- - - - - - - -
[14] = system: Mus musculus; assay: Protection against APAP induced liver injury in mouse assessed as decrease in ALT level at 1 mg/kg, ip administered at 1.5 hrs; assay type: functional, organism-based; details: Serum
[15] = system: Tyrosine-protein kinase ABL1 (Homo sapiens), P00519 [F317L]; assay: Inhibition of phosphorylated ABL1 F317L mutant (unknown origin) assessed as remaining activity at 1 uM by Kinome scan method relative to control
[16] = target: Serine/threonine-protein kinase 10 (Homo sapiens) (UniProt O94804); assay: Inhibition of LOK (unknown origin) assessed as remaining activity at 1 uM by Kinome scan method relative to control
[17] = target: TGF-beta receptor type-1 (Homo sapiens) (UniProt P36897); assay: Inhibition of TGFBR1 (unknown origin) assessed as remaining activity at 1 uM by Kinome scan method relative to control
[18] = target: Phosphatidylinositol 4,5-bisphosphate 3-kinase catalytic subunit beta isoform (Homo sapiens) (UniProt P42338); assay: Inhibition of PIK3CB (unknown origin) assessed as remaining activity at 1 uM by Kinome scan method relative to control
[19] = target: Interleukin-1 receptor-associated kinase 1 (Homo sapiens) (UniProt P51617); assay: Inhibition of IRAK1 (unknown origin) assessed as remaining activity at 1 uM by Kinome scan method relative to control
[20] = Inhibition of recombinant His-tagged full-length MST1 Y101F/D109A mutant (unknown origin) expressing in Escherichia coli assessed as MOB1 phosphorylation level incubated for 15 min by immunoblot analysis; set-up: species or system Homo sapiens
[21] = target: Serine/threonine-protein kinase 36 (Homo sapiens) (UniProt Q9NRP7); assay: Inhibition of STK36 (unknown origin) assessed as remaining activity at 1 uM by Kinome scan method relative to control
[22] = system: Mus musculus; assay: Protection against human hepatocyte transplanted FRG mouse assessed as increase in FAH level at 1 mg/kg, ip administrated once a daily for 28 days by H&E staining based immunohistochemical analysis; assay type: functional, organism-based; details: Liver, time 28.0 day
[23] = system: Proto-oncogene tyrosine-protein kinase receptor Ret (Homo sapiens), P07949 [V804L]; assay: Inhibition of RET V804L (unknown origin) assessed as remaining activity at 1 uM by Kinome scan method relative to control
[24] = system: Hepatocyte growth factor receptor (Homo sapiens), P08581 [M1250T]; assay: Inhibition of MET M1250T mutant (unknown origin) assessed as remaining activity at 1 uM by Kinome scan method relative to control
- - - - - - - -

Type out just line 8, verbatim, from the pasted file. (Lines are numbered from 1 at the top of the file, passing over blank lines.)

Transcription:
[21] = target: Serine/threonine-protein kinase 36 (Homo sapiens) (UniProt Q9NRP7); assay: Inhibition of STK36 (unknown origin) assessed as remaining activity at 1 uM by Kinome scan method relative to control